Articles & Resources
Is Your Front Door Sabotaging Your Success?
An expert Classical Feng Shui consultant will be able to tell about 75% of what’s happening in your life by analyzing your front entrance, bedroom and kitchen. Sounds unbelievable, but it’s not. Advanced Classical Feng Shui formulas can forecast the impact these areas will have on occupants in the home. The more people that pass through a doorway, the more active the flow of energy and the more influential the door becomes. While these calculations are tied to the unique energy makeup of you and your home, these general principles can help you ensure that your front door radiates positive energy:
1. Your front entrance creates a first impression for you and others coming to your home. A home with a welcoming entrance will put visitors at ease and attract good fortune. The path leading to your doorway should be clear and open so that there are no obstacles blocking the flow of energy into your home. Remove old newspapers, garden hoses, bicycles, overgrown or dead plants and trees. Keeping the path open allows good opportunities to flow into your life. Also clean away any cobwebs. Having an attractive doormat, and planting lush flowers and plants along the walkway and near the front entrance encourages good energy to enter your home and makes your home more inviting.
2. A front door that opens clockwise into the home channels more energy inside. All doors should open fully and easily. Remove anything placed behind a door that doesn’t allow it to open completely. Re-consider any self-closing mechanisms – or anything that lets a door open or close automatically: your door should symbolize that you are in control. Are you feeling beset by one obstacle after another? Get out your oil can and eliminate any squeaks, creaks or locks that are hard to open. Repair and spruce up your front door as soon it shows any of these signs of wear and tear.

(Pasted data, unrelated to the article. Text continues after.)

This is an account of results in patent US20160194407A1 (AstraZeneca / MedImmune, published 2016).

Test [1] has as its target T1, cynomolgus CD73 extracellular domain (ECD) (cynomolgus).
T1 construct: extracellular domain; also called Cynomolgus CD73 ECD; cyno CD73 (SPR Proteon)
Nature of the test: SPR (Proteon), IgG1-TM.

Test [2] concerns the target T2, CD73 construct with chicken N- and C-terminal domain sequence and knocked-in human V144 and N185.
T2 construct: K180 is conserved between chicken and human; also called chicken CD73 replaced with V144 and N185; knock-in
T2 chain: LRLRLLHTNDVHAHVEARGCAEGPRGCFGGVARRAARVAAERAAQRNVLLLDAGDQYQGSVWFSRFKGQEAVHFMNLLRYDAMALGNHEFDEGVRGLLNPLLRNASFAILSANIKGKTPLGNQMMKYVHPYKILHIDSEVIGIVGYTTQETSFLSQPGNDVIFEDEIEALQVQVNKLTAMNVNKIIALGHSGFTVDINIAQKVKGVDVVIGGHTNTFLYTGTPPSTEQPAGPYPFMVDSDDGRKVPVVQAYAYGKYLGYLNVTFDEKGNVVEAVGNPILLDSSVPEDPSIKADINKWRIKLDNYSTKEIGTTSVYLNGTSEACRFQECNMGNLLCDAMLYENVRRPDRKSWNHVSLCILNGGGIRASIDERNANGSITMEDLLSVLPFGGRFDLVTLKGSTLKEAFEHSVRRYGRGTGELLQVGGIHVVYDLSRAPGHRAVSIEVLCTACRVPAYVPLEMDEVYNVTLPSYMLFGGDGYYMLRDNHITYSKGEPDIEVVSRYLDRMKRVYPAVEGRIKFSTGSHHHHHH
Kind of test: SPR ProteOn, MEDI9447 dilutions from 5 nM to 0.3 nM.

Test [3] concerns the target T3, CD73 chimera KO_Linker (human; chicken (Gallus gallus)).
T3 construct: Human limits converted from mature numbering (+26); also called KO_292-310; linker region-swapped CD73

3. A solid front door is better than a glass door and provides more protection and support. Glass paneling above the door is okay. Your house number or name should be clearly visible. Positioning the individual numbers of your address on an upward slant is auspicious, too. The clearer the identification, the better it is for your career, recognition and an active social life.
4. Your front door should be proportionate in size to the home. If it is too large, it can cause financial difficulty and opportunities to be lost. If it is too small, it can create discord within the family. Also, if the front door is made up of two panel sections, then they should be equal in size and color.
5. Your front door should not face churches, cemeteries or funeral homes. These places illicit a tremendous amount of yin energy and can potentially cause depression, illness, fears and the potential for financial loss. You can plant bushes, small trees or add a retaining wall to obstruct the view from these unfortunate sites. However, do not plant a single tree directly in line with your front door since it will block beneficial energy from entering your home.